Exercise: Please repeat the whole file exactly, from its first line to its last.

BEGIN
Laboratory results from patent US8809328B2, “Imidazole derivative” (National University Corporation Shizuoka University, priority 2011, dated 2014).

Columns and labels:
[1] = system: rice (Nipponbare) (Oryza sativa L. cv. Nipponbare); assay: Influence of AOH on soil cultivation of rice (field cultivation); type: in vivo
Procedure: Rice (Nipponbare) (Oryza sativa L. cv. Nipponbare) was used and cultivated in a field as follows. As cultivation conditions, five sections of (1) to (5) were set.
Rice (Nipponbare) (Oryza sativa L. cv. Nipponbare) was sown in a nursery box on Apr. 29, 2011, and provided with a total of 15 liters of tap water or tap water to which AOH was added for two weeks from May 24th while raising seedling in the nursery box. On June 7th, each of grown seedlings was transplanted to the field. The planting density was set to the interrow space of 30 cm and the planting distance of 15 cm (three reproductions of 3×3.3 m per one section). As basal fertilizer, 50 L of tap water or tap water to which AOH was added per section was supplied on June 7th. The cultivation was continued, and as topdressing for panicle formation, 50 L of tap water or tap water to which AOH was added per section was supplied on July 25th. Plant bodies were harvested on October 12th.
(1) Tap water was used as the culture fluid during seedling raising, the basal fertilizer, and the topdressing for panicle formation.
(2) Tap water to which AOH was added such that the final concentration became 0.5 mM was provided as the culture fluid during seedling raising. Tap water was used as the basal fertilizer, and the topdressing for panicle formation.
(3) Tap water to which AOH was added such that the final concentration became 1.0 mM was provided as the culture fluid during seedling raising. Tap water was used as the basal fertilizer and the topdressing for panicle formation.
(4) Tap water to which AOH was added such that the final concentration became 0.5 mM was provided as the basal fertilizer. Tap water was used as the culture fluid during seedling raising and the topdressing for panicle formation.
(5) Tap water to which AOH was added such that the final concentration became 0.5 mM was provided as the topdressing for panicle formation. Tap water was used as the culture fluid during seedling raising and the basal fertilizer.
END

Laboratory results from patent US8809328B2, “Imidazole derivative” (National University Corporation Shizuoka University, priority 2011, dated 2014).

Columns and labels:
[1] = system: rice (Nipponbare) (Oryza sativa L. cv. Nipponbare); assay: Influence of AOH on soil cultivation of rice (field cultivation); type: in vivo
Procedure: Rice (Nipponbare) (Oryza sativa L. cv. Nipponbare) was used and cultivated in a field as follows. As cultivation conditions, five sections of (1) to (5) were set.
Rice (Nipponbare) (Oryza sativa L. cv. Nipponbare) was sown in a nursery box on Apr. 29, 2011, and provided with a total of 15 liters of tap water or tap water to which AOH was added for two weeks from May 24th while raising seedling in the nursery box. On June 7th, each of grown seedlings was transplanted to the field. The planting density was set to the interrow space of 30 cm and the planting distance of 15 cm (three reproductions of 3×3.3 m per one section). As basal fertilizer, 50 L of tap water or tap water to which AOH was added per section was supplied on June 7th. The cultivation was continued, and as topdressing for panicle formation, 50 L of tap water or tap water to which AOH was added per section was supplied on July 25th. Plant bodies were harvested on October 12th.
(1) Tap water was used as the culture fluid during seedling raising, the basal fertilizer, and the topdressing for panicle formation.
(2) Tap water to which AOH was added such that the final concentration became 0.5 mM was provided as the culture fluid during seedling raising. Tap water was used as the basal fertilizer, and the topdressing for panicle formation.
(3) Tap water to which AOH was added such that the final concentration became 1.0 mM was provided as the culture fluid during seedling raising. Tap water was used as the basal fertilizer and the topdressing for panicle formation.
(4) Tap water to which AOH was added such that the final concentration became 0.5 mM was provided as the basal fertilizer. Tap water was used as the culture fluid during seedling raising and the topdressing for panicle formation.
(5) Tap water to which AOH was added such that the final concentration became 0.5 mM was provided as the topdressing for panicle formation. Tap water was used as the culture fluid during seedling raising and the basal fertilizer.